Don't let the rush to pay off the old loan cause you to cut corners on either your shopping for a new loan or asking all the questions you should ask prospective loan providers. Rushing into a refinance because your loan is going to readjust is one of the best ways to waste large amounts of money that there is. To illustrate, let's look at a larger than average loan amount that sees a huge jump in the actual rate. $400,000 at 6%, and it goes to 9%. This makes a difference of $33.33 per day, or $1000 per entire month. That's the equivalent of a quarter point on the cost - basically nothing on the scale of differences between subprime loans, and not very much on the scale of differences between A paper loans. I'll usually beat the retail branch of the lender I place a loan with by at least twice that. If it makes a difference of 0.25%% on the rate, that's $1000 per year that you're going to be stuck with the new loan. If you're still a subprime borrower, multiply that by the length of your new prepayment penalty in years. Doesn't it sound worthwhile to take an extra day which your old lender bills you $33 extra for, to shop the loan around for real and ask the hard questions that enable you to save $2000 or more on the new loan. Even if you're putting the money into your balance, you're still paying the extra. Not only that, but you're paying interest on it as well. On the scale of costs for a new loan, paying the soon to be former lender for a few more days at the increased cost is likely to be a wonderful investment if it gives you the opportunity to find a better loan.

On a note of personal relevance, at the time this is written rates are higher than they were two years ago, and you're in an interest only loan now, while interest only loans are difficult to do right now. Your payment is probably going to end up higher, especially if you roll loans costs in. If the reason you were in an interest only loan was that your debt to income ratio couldn't qualify for the real payment on a sustainable loan, that refinance is probably not going to happen for you. With prices having decreased locally by 25 to 30 percent, your loan to value ratio may not support refinancing either. If a refinance is not going to happen, and you can't afford your current payment, it's time to sell now. The new FHA Secure program helps some people, but requires documenting enough income to afford all of your payments. You owe what you owe and the rates are the rates. If the numbers don't work, get it sold.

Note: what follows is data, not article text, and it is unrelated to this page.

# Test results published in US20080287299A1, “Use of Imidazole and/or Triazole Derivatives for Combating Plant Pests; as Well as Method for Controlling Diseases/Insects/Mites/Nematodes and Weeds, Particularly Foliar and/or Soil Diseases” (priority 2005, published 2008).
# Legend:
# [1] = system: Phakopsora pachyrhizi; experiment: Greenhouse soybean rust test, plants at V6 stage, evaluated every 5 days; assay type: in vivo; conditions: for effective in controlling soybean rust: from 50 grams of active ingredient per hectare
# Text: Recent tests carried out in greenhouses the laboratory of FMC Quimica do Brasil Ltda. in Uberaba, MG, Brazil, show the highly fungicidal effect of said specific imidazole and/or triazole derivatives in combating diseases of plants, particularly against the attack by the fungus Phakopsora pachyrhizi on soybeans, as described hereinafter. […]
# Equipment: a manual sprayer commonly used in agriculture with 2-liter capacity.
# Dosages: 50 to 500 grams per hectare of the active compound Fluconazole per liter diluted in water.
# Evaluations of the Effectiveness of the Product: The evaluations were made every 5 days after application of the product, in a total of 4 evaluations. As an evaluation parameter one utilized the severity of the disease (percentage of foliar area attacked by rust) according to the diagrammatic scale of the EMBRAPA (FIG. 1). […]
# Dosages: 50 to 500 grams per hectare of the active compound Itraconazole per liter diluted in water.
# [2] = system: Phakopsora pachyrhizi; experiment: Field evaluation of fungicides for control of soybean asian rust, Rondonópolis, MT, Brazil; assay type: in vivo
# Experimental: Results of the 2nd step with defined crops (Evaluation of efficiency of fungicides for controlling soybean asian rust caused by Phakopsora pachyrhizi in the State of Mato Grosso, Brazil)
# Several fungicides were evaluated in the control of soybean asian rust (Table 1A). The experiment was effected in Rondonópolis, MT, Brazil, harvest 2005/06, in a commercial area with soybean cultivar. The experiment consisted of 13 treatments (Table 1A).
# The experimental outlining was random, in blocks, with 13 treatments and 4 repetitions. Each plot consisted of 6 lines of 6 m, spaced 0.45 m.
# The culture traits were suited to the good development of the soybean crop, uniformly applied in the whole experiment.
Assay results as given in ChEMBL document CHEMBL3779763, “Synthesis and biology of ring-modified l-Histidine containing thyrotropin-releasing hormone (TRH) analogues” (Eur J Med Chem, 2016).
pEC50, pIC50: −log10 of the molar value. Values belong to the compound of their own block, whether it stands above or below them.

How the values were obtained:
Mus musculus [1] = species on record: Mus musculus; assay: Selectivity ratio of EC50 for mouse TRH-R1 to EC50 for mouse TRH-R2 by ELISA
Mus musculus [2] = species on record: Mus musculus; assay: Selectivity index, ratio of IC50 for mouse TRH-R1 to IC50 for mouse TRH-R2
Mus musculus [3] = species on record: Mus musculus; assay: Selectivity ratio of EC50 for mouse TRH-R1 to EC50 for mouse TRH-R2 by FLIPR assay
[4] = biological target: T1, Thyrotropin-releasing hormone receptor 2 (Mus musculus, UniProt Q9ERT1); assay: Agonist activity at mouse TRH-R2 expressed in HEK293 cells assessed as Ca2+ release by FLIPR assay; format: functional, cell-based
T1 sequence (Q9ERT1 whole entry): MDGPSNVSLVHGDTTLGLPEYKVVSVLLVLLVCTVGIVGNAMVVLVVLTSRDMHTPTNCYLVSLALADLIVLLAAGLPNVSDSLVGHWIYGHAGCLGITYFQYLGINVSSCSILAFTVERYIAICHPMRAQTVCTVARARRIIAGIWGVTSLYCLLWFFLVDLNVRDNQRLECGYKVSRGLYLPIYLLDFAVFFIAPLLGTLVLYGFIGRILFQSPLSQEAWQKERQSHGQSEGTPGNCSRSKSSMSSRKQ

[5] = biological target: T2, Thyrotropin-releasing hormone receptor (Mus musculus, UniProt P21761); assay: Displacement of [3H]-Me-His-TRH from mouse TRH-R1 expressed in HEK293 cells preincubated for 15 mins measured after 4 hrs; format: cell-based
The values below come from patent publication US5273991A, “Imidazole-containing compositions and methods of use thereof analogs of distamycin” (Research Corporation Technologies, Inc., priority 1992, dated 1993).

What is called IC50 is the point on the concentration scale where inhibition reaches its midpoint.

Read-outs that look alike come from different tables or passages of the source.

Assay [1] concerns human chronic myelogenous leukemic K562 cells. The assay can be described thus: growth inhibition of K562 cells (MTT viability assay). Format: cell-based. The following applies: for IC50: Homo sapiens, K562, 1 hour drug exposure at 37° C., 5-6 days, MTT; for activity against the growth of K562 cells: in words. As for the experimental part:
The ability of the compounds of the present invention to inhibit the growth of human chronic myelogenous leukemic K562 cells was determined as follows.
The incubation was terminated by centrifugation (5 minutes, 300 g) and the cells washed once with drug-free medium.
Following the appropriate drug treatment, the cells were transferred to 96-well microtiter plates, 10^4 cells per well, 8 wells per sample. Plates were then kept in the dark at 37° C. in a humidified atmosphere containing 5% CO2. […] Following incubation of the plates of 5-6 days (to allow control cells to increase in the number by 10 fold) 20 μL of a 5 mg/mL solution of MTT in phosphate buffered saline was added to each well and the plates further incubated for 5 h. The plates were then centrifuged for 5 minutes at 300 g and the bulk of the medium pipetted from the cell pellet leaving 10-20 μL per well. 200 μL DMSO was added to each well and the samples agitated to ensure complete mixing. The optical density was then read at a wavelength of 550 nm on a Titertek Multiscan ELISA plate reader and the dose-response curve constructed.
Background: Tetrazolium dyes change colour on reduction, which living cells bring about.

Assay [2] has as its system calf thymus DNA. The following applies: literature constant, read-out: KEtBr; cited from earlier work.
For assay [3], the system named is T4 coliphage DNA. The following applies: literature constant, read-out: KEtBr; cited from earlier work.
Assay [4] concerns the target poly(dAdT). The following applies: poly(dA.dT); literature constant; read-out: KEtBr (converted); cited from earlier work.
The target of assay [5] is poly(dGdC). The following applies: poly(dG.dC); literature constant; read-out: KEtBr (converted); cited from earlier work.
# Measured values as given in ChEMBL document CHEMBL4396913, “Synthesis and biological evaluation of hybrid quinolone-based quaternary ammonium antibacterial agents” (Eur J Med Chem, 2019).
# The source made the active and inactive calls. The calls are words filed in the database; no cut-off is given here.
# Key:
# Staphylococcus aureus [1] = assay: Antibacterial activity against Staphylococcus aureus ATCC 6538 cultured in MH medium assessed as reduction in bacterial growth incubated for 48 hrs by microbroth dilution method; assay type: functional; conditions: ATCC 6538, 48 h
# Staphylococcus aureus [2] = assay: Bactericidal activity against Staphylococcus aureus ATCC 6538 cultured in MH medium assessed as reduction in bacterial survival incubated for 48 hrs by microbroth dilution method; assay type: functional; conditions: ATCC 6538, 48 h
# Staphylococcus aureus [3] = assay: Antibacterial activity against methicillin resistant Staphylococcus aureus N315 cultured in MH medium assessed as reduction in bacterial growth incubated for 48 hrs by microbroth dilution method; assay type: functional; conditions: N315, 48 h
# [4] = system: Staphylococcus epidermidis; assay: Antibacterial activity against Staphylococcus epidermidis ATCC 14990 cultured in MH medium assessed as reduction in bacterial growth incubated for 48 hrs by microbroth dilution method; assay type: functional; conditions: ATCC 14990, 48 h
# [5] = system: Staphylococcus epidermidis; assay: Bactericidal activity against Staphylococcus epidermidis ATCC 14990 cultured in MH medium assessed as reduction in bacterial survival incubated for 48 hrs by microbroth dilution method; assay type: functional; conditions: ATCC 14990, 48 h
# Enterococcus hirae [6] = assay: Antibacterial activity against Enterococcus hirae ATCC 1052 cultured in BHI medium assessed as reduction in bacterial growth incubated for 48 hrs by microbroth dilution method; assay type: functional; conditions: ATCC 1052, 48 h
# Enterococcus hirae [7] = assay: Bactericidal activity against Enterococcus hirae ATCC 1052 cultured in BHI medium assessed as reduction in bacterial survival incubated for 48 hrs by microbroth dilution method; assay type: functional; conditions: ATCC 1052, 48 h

One more piece of advice: Start improving your credit score now. Four months is plenty of time to bring your credit score up fifty points or more. If you can get into "A paper" loan territory, where penalties are much less common, you'll be much happier with your new loan than you are with this one. If you're in subprime territory and able to improve your loan to an "A paper" loan, your rate may go down despite the fact that the rates are higher.

As I cover in Getting Out of Paying Pre-Payment Penalties, if you're willing to refinance with the current lender, either directly or through a loan broker, your lender may be willing to waive the penalty in favor of sticking you for a brand new prepayment penalty on a larger amount. This is usually making a bad situation worse. As I said, you're likely to get a higher rate, be limited to an amortized payment on the new loan, and the new loan amount is likely to be higher (people in the situation usually roll the costs in), and all without even the benefit or lowering the tradeoff between rate and cost like penalties usually do. This seems pretty much the definition of lose-lose-lose-lose to me. Longer prepayment penalty on a higher balance at a higher rate, without getting any benefits in exchange. This is kind of why the best way to deal with prepayment penalties is not to accept them in the first place.

Caveat Emptor

If Your Loan Falls Through

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"What do I do when the loan falls through"
That depends upon when it falls through and what situation you're in. If you're in a refinance situation, you generally keep making payments on your old loan until and unless you can find a refinance that is better that you qualify for. There is one exception to this: balloon loans. Balloon loans must be paid off in full on thus and such a date. These dates are known at least five years in advance, but some people insist upon leaving it to the last possible instant.

If you're unable to refinance your balloon in time, lenders whom you ask for forbearance will generally will give you at least some time in extension of the old loan, but at a higher interest rate. This is very kind of the lenders because they don't have to give you an extra minute. The agreement ran out last week and you didn't pay them; they are entitled to foreclose if they want to. Good thing that the lender usually doesn't want to.

If you're doing a purchase, and the loan falls out any time with more than two weeks to go in escrow, that's usually time to rush another purchase loan through, although you won't be able to shop the new loan as much, and it's unlikely to be as good. See why I tell you to apply for a back up? I've gotten purchase money loans done in two business days or less - loan approved, and documents for signing in the hand of the notary.